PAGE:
6) City Pillar - Thanon Tok Pier
A three-car tram which was the oldest and the longest line of all. Originally a horse-drawn line with 4 pairs of horses. The left and right pair for normal use and the other central two pairs for going uphill at bridges. The service started on May 22, 1887 from City Pillar to Bangkok Dock Co.Ltd. (the oldest modern dockyard founded in 1865--still in service for Marine Police and Royal Thai Navy but as a state enterprise which was nationalized in 1939 for military use). The line expanded to Thanon Tok pier in 1888. It become the talk-of-the-town after being used by Royal Siamese Army for moving military personnel to quell triads fighting for territory at the ricemill in Yannawa. The details of the traid suppression in 1889 has been recorded by Prince Damrongrajanuphab (Prince Damrong for short) in his memoir "Nithan Borankhadee" (written in 1942 and first published as memorial book for the cremation of Prince Damrong in May 1944 after he passed away from heart failure on December 1, 1943). [More on the Triad Wars] The horse-drawn tram did not work very well even though the company had received Royal approval to construct seven tram lines in Bangkok.
The line ran from City Pillar to behind the Ministry of Defense and then along Koo Muang Doem to go across Chang Rongsee Bridge to the Ministry of Interior to go along Bumrung Muang road to Giant Swing, and then turned right at Seekak Sao Chingcha to go along Fuang Nakhon Road to New Road at Seekak Phrayasri Intersection. After that, the line went along New Road to Chaloemkrung Royal Theater (founded in 1933--the air-conditioned cinema/theater), Werng Nakhonkhasem (Thieves Market), Wang Boorapha Palace (the palace of Prince Bhanurangsri and the Bhanubongse family founded in 1876, became Bahnuthat Girls School from 1928 to 1941, sold to a land developer and then demolished to solve heritage disputes in 1952 -> and become a trade center ever since). The line also passed Saphan Hun, Suapah, Wat Leng Nei Yee (Wat Mungkorn Kamalawat), Phraya Sombutphaisal Building (9-storey building), Sam Yaek Ton Pradoo (Bangkok Tramway HQ), Nailert Ice Manufacturing at Saphan Lek Larng, Si Phraya, Bangkok GPO, Oriental Hotel, Bangkok Dock Co.Ltd, Wat Don Cemetery before ending up at Thanontok pier (Red Boat Pier for Maenam Motorboat Co.Ltd. to Phra Padaeng). At Thanon Tok, there is a U-turn. It took several minutes to move the locomotive back to the front, moving the trolley backward, and make the seats face toward the City Pillar. BMTA bus No. 1 now takes this route.
7) Hua Lamphong
The redline (line 1-6 for yellow lines) with 3-car tram starting from Banglamphoo near Banglamphoo Intersection (then Banglamphoo Pratoomai), turning right at Wat Bowornniwetwiharn to Tanao Road (now an entertainment road in City Center beside Phra Athit Road), Khok Wua intersection (Old cattle barn-> Tanao Rd. intersecting with Ratchadamnoen Avenue) to Bumrung Muang Rd. near Chaopho Sua Shrine. After that, turning left to go along the Southern section of Bumrung Muang Rd. to Yotseh via Suan Mali, Saphan Dam Intersection (AKA Maen Sri Intersection - another office of Bangkok Tramway-> with a depot and a maintenance center). After reaching Yot Seh, the line went along Krung Kasem Road (a road parallel to Krung Kasem canal - an outer city moat from Thewet to Si Phraya) before ending up at Hua Lamphong. BMTA bus No. 53 (Ring line Thewet - Hua Lamphong - Bang Lamphoo) has filled the slot.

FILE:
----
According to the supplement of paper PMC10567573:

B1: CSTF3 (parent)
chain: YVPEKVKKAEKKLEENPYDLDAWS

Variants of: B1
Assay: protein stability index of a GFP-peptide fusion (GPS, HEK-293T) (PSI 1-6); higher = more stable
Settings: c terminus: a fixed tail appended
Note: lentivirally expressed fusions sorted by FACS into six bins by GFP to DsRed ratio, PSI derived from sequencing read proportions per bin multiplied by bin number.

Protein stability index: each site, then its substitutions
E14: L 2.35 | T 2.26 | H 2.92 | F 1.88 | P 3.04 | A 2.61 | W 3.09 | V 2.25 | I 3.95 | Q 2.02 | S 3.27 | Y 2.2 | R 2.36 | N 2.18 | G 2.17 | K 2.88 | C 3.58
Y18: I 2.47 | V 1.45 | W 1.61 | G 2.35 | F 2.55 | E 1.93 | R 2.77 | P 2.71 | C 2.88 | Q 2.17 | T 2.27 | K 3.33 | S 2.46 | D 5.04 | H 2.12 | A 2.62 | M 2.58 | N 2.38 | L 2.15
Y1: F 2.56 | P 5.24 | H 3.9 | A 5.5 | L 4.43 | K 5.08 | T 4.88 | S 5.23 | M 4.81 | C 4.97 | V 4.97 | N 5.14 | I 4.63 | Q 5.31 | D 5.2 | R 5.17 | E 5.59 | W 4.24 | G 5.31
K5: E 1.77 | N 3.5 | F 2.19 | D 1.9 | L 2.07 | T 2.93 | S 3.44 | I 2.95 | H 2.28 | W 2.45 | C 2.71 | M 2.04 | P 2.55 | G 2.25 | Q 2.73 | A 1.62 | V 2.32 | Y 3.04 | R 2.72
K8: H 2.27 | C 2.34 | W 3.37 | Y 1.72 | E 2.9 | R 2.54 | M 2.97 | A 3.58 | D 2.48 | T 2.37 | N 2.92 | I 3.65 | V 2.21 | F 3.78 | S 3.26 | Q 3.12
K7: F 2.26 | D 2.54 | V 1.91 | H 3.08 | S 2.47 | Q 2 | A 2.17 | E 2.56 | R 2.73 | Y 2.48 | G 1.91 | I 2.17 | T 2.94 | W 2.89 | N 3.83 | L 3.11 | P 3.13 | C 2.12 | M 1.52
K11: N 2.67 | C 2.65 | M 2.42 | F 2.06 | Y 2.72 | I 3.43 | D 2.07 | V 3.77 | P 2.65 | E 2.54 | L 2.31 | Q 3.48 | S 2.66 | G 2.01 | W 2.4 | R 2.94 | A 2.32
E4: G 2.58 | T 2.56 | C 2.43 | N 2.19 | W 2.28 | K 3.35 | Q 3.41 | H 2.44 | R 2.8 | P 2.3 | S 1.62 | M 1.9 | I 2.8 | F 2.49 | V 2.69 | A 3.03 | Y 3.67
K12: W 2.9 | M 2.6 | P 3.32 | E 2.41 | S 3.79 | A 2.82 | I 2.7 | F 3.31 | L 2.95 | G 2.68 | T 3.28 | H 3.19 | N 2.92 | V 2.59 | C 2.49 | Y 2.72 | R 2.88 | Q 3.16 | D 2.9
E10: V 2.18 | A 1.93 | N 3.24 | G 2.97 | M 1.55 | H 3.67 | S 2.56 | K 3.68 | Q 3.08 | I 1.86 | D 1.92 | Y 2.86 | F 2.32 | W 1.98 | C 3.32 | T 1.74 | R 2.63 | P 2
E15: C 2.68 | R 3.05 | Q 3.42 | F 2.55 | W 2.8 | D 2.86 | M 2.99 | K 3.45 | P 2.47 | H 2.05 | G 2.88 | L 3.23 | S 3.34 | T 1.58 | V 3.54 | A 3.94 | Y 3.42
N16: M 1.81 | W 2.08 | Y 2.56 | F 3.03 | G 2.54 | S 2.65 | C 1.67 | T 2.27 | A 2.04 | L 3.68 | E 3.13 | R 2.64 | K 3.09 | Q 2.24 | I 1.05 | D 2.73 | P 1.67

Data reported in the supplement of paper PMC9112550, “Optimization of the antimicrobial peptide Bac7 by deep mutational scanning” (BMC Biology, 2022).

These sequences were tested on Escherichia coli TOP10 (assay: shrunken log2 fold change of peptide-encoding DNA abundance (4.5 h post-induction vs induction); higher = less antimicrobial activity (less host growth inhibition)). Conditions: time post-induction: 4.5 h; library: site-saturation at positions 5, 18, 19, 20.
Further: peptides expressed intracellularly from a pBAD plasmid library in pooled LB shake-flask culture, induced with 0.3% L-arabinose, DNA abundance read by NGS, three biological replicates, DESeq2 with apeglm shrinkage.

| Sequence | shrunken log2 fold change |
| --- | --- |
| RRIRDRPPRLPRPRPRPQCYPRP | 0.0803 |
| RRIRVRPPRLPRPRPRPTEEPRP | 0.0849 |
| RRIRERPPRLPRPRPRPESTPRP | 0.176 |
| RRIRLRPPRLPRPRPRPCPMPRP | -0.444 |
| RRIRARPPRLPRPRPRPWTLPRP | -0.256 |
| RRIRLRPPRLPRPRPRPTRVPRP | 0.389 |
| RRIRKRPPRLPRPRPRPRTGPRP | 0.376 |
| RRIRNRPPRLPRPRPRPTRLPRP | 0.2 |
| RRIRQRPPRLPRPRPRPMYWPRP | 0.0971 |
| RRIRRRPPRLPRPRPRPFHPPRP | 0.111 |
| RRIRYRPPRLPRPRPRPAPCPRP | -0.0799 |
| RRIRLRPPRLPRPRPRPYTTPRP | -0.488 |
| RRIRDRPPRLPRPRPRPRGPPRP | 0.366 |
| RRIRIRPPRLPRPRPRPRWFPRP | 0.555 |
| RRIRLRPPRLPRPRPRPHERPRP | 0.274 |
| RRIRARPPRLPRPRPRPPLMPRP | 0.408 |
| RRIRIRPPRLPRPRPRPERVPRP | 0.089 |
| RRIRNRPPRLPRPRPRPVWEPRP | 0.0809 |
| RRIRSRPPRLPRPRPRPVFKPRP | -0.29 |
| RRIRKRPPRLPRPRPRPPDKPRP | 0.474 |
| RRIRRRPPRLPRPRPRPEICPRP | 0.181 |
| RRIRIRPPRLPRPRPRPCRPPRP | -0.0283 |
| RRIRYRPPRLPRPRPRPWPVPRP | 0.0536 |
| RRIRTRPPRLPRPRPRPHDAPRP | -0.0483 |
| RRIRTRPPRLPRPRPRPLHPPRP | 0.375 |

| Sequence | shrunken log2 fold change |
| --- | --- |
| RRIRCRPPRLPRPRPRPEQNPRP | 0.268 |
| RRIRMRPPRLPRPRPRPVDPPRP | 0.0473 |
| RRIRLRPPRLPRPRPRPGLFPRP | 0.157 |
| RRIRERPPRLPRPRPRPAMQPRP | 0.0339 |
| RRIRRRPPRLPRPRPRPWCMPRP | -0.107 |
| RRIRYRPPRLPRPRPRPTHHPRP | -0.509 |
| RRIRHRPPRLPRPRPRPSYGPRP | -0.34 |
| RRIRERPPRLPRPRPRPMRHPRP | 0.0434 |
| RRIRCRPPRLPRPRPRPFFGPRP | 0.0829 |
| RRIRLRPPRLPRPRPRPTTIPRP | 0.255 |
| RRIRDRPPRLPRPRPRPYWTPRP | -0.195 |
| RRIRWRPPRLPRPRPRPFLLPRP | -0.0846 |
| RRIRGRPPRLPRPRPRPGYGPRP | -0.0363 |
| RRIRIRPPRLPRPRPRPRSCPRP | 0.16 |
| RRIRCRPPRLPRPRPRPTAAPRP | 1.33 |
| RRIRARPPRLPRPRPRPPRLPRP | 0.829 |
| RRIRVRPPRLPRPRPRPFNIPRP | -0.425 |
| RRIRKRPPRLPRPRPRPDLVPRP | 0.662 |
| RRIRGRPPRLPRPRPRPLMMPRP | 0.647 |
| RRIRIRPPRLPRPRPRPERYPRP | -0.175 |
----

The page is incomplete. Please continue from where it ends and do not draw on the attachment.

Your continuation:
8) City Circle
A single-car tram line which was also the last red line to survive until October 1, 1968, the end of the tram service. The line ran from Banglamphoo to go along Phrasumen Road, Prachathippatai Intersection, Wat Trithossathep, Phan Fah Intersection, Wat Ratchanadda, Mahachai Road, Samyod Gate, Wang Boorapha, Saphan Han Gate, Wat Bophitphimuk, Memorial Bridge (old GPO--demolished to make a way for Phrapokklao Bridge in 1984), Chakphet Road, Pakklong Talad flee Market, Chakkraphongse House (house of Prince Chakkarabongse--a favorite son of King Chulalongkorn until he married a Russian lady), Wat Po, Tha Tian pier (a pier to Wat Arun, and the main pier of Siam Motorboat Co.Ltd. -> Red boat -> to Phra Padaeng and Pathumthanee), Tha Ratchaworadit Royal Pier, turning right to go along Na Phralan Road at Tha Chang Pier (HQ of Chaophraya Express Boat). After that, it turned left at Nah Phralan intersection to go along Phrachan Road to Tha Phrachan (ferry pier to Bangkok Noy Railway Station - AKA Terminal of the Southern Railway until Rama VI Bridge become a reality on Jan 1, 1926), turning left at Phrachan Intersection to pass Thammasart University, and National Museum before turning left at the National Theater. After that, it turned right at the mouth of Ko Muang Doem canal (inner city moat) via Wat Phrakaeo Wangnah (now the School of Arts). After that, to went along Phra Athit Road (a new entertainment center for Thammasart people and other college kids) to Pass Ban Phra Athit (belonged to Chaophraya Woraphongsephiphat [AKA Momratchawongse Yen Issarasena--grandchild of Kromphratchawangboworn Mahasenanurak--duputy king during the reign of King Rama II] who was the owner of Bang Buathong Railway) before ending up at bang Lamphoo via Phrasumen fort , and Wat Sangwet. The riders of this line needed to pay twice--once at Banglamphoo and the other at Pakklong Talad Intersectin-Atsadang Road.